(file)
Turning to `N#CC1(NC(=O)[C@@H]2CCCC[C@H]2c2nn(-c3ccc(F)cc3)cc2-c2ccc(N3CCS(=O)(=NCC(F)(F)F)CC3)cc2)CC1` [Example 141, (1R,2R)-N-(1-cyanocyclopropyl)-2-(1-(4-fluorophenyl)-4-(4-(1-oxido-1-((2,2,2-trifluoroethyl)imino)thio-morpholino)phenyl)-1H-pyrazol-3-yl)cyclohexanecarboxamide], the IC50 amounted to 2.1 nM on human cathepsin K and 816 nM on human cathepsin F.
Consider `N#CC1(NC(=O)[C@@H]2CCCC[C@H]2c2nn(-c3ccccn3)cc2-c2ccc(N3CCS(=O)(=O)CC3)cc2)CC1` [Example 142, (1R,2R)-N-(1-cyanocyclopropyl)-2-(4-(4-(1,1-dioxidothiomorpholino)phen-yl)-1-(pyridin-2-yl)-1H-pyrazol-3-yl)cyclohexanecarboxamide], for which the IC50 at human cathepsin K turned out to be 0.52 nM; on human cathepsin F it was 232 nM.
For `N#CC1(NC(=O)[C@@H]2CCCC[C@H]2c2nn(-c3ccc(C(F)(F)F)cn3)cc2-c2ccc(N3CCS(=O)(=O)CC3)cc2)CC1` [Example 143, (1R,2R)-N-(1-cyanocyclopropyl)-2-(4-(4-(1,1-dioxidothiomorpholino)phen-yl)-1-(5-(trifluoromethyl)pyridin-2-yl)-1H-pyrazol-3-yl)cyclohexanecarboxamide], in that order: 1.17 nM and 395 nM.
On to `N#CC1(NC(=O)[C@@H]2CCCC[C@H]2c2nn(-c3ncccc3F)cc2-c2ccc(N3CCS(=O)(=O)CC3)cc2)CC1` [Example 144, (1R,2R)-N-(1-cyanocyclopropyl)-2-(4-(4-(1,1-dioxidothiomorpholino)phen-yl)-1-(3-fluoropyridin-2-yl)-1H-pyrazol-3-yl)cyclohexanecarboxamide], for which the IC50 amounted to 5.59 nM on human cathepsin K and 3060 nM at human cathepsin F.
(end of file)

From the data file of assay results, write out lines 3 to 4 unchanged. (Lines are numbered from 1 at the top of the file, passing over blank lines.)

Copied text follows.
For `N#CC1(NC(=O)[C@@H]2CCCC[C@H]2c2nn(-c3ccc(C(F)(F)F)cn3)cc2-c2ccc(N3CCS(=O)(=O)CC3)cc2)CC1` [Example 143, (1R,2R)-N-(1-cyanocyclopropyl)-2-(4-(4-(1,1-dioxidothiomorpholino)phen-yl)-1-(5-(trifluoromethyl)pyridin-2-yl)-1H-pyrazol-3-yl)cyclohexanecarboxamide], in that order: 1.17 nM and 395 nM.
On to `N#CC1(NC(=O)[C@@H]2CCCC[C@H]2c2nn(-c3ncccc3F)cc2-c2ccc(N3CCS(=O)(=O)CC3)cc2)CC1` [Example 144, (1R,2R)-N-(1-cyanocyclopropyl)-2-(4-(4-(1,1-dioxidothiomorpholino)phen-yl)-1-(3-fluoropyridin-2-yl)-1H-pyrazol-3-yl)cyclohexanecarboxamide], for which the IC50 amounted to 5.59 nM on human cathepsin K and 3060 nM at human cathepsin F.